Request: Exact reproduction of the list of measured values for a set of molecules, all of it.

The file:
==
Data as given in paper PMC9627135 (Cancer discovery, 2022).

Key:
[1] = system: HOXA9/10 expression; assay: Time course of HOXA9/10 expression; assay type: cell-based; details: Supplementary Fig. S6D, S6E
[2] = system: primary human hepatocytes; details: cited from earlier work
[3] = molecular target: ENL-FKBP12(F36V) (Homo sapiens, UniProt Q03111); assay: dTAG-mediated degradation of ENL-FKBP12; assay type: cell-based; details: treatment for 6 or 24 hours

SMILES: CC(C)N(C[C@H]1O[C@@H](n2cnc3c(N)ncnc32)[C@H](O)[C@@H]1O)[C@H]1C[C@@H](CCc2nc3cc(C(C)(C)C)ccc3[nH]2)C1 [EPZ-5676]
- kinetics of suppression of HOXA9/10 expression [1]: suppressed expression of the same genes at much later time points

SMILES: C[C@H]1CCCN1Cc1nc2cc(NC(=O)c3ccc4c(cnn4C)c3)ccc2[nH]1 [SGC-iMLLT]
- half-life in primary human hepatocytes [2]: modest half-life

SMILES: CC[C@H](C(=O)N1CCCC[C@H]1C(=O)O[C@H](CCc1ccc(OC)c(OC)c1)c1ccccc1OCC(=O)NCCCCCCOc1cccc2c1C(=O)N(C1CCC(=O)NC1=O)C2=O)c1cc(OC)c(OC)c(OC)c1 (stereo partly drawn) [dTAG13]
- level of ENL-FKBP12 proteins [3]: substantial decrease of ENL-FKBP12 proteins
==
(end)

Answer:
Data as given in paper PMC9627135 (Cancer discovery, 2022).

Key:
[1] = system: HOXA9/10 expression; assay: Time course of HOXA9/10 expression; assay type: cell-based; details: Supplementary Fig. S6D, S6E
[2] = system: primary human hepatocytes; details: cited from earlier work
[3] = molecular target: ENL-FKBP12(F36V) (Homo sapiens, UniProt Q03111); assay: dTAG-mediated degradation of ENL-FKBP12; assay type: cell-based; details: treatment for 6 or 24 hours

SMILES: CC(C)N(C[C@H]1O[C@@H](n2cnc3c(N)ncnc32)[C@H](O)[C@@H]1O)[C@H]1C[C@@H](CCc2nc3cc(C(C)(C)C)ccc3[nH]2)C1 [EPZ-5676]
- kinetics of suppression of HOXA9/10 expression [1]: suppressed expression of the same genes at much later time points

SMILES: C[C@H]1CCCN1Cc1nc2cc(NC(=O)c3ccc4c(cnn4C)c3)ccc2[nH]1 [SGC-iMLLT]
- half-life in primary human hepatocytes [2]: modest half-life

SMILES: CC[C@H](C(=O)N1CCCC[C@H]1C(=O)O[C@H](CCc1ccc(OC)c(OC)c1)c1ccccc1OCC(=O)NCCCCCCOc1cccc2c1C(=O)N(C1CCC(=O)NC1=O)C2=O)c1cc(OC)c(OC)c(OC)c1 (stereo partly drawn) [dTAG13]
- level of ENL-FKBP12 proteins [3]: substantial decrease of ENL-FKBP12 proteins